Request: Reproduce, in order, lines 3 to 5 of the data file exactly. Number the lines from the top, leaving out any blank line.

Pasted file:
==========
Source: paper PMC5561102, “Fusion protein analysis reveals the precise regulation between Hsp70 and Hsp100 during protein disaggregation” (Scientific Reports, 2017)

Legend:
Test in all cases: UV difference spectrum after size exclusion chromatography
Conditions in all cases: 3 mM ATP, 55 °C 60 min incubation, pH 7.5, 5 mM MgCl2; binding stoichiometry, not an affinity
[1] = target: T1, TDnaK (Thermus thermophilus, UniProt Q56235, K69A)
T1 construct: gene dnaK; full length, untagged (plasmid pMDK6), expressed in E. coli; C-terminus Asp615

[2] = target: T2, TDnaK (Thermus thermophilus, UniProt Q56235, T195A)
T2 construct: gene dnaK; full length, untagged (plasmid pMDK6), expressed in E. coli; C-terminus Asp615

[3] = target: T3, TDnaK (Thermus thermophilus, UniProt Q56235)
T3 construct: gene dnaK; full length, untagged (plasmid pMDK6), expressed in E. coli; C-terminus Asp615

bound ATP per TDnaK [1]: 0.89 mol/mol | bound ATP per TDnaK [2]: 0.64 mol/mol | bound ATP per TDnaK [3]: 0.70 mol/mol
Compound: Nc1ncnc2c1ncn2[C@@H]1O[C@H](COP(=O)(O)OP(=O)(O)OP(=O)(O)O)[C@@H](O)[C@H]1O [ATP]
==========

Test in all cases: UV difference spectrum after size exclusion chromatography
Conditions in all cases: 3 mM ATP, 55 °C 60 min incubation, pH 7.5, 5 mM MgCl2; binding stoichiometry, not an affinity
[1] = target: T1, TDnaK (Thermus thermophilus, UniProt Q56235, K69A)